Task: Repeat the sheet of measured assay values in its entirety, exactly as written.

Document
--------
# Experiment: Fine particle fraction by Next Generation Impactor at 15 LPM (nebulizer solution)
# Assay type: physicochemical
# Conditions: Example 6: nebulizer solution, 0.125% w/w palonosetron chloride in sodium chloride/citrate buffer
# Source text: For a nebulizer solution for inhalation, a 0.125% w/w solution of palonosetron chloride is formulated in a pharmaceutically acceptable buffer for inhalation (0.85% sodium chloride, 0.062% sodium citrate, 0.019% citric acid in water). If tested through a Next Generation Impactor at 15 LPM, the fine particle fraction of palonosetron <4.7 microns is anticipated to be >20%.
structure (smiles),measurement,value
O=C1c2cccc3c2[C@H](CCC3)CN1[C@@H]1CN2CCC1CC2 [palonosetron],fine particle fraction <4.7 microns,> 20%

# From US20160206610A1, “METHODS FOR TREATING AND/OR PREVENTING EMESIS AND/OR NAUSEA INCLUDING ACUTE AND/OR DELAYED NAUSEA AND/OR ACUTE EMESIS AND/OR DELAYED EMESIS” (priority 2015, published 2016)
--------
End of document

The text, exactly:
# Experiment: Fine particle fraction by Next Generation Impactor at 15 LPM (nebulizer solution)
# Assay type: physicochemical
# Conditions: Example 6: nebulizer solution, 0.125% w/w palonosetron chloride in sodium chloride/citrate buffer
# Source text: For a nebulizer solution for inhalation, a 0.125% w/w solution of palonosetron chloride is formulated in a pharmaceutically acceptable buffer for inhalation (0.85% sodium chloride, 0.062% sodium citrate, 0.019% citric acid in water). If tested through a Next Generation Impactor at 15 LPM, the fine particle fraction of palonosetron <4.7 microns is anticipated to be >20%.
structure (smiles),measurement,value
O=C1c2cccc3c2[C@H](CCC3)CN1[C@@H]1CN2CCC1CC2 [palonosetron],fine particle fraction <4.7 microns,> 20%

# From US20160206610A1, “METHODS FOR TREATING AND/OR PREVENTING EMESIS AND/OR NAUSEA INCLUDING ACUTE AND/OR DELAYED NAUSEA AND/OR ACUTE EMESIS AND/OR DELAYED EMESIS” (priority 2015, published 2016)